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Forrest report ignores what works and why in Indigenous policy

Tony Abbott keeps appointing businessmen like Andrew Forrest, who have limited expertise in analysing evidence and developing social policy, to advise the government. AAP/Nikki Short

The Creating Parity report on Indigenous employment and welfare, released last week by mining magnate Andrew Forrest, is in much the same vein as Tony Shepherd’s recent Commission of Audit. Forrest and Shepherd are senior business figures with limited policy expertise. They have offered the Abbott government reports that expose their lack of experience in using appropriate evidence bases to shape the recommendations they offer.

When offered a range of responses to their inquiries, they allow their prejudices to override any ideas they didn’t like.

Forrest started with his philanthropic plus business models firmly in place. This led him to assume that what worked for him – as a privileged white male – would work for anyone else. Some personal experiences and childhood memories are fed into a set of recommendations. These proclaim the virtues of the current systems of education and attached services, but without really explaining why it hasn’t worked so far for most first people.

The result, as seen in the report, is Forrest’s supposedly unified set of proposals. However, these offer options that could well make things worse. They ignore both Indigenous strengths and what the rest of us have learnt, or need to learn.

Punitive paternalism has a long history of failure

Forrest makes the same mistakes that John Howard followed by Jenny Macklin made in Indigenous policy. They also assumed that the problems were endemic to Indigenous communities. More rapid change therefore required a solid assault on the too slow assimilative processes that were needed to ensure parity success in our terms.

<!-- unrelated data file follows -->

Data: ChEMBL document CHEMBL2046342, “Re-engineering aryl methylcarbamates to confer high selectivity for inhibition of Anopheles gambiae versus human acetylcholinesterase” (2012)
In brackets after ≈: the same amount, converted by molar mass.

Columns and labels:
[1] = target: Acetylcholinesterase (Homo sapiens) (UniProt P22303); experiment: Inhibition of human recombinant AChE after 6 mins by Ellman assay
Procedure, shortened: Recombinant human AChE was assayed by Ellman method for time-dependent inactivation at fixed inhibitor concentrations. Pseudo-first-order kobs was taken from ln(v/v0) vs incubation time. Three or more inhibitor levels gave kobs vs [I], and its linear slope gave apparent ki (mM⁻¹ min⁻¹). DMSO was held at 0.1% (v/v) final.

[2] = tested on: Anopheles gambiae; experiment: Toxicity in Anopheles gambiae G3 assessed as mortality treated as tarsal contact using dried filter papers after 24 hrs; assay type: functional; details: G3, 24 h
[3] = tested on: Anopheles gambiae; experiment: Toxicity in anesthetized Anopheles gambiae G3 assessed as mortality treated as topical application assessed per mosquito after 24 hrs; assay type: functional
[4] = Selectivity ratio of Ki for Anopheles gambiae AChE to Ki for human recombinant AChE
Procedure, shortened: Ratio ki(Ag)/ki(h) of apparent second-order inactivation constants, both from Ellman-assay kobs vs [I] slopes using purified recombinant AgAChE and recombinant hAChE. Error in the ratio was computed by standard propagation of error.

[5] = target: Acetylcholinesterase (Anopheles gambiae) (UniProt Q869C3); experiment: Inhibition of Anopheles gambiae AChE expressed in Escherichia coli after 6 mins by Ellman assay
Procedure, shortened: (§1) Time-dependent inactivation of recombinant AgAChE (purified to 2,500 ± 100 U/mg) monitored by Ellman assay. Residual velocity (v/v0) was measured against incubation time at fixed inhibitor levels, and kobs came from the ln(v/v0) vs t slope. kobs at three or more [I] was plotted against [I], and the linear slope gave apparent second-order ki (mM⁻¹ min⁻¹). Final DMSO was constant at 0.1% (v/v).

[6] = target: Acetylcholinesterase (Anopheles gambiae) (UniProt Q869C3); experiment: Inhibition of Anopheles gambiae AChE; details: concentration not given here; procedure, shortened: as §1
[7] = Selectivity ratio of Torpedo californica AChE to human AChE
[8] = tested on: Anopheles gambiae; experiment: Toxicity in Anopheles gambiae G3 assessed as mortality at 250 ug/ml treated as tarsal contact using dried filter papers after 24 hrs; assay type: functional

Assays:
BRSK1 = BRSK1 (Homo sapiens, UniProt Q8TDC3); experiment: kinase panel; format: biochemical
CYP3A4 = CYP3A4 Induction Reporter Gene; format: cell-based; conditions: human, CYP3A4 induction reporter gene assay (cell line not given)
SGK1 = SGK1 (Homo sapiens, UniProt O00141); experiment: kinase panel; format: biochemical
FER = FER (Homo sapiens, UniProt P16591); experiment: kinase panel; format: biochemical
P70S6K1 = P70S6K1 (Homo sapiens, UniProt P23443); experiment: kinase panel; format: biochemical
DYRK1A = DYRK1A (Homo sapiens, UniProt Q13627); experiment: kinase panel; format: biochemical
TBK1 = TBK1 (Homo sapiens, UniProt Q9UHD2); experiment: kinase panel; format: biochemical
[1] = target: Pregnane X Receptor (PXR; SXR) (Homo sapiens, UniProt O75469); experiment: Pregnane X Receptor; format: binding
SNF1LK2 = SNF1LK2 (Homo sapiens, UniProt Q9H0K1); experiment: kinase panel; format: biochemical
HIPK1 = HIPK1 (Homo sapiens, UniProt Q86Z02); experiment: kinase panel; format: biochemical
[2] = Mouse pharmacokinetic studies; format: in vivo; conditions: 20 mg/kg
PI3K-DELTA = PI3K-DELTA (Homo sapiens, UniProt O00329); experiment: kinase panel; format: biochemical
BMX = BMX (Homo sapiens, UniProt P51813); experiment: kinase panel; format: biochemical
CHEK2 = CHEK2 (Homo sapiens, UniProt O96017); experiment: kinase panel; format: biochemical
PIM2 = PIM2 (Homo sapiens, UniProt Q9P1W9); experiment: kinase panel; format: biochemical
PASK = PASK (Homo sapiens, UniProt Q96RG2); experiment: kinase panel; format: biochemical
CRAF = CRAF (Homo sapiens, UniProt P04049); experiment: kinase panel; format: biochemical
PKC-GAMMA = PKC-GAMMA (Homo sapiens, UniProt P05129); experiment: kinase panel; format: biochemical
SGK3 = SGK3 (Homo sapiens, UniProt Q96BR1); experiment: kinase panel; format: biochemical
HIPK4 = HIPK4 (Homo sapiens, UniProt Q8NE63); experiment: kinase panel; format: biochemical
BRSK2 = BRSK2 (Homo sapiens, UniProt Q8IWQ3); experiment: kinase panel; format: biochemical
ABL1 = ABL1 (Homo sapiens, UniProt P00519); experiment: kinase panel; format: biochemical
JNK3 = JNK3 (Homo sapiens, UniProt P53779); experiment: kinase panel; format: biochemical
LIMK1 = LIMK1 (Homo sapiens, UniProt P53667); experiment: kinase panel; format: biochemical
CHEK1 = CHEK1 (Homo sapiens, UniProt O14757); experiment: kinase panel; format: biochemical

This involved stricter control over the “deviant” behaviours that created disadvantage. The non-compliant behaviours that are blamed for continuing disadvantage needed “tough love” responses.

As prime minister Tony Abbott said, the government needs to discourage non-optimum decision-making by using financial penalties to force good personal health care, ordered and clean daily life and education attendance. This very 19th century model reflects the colonising model that created many of the current problems, albeit with less overt, more subtle racism.

Punitive policies had a very poor record of success as colonisers sought to enforce their version of civilisation on the colonised. The report’s approach led one commentator to write:

As it happens, Forrest’s report goes well beyond his brief, and advocates a return to the paternalistic and punitive welfare models of centuries past for not just Indigenous welfare recipients but hundreds of thousands of others. There are echoes of the ‘poor laws’ of British mercantilism in his proposal to punish parents for their children’s non-attendance at school. His proposal to extend ‘income management’ – that attempt at controlling how welfare recipients spend their money which has proven so divisive among Aboriginal communities – harks back to the trust accounts of past decades.

Many indigenous communities resent policies they see as a return to punitive 19th-century paternalism. AAP/Xavier La Canna

This step backwards fails to accept that recognising and respecting the civilisations and contributions of Indigenous peoples is necessary to unravel the damages of long-term cultural dominance, which strips away communal strengths and well-being.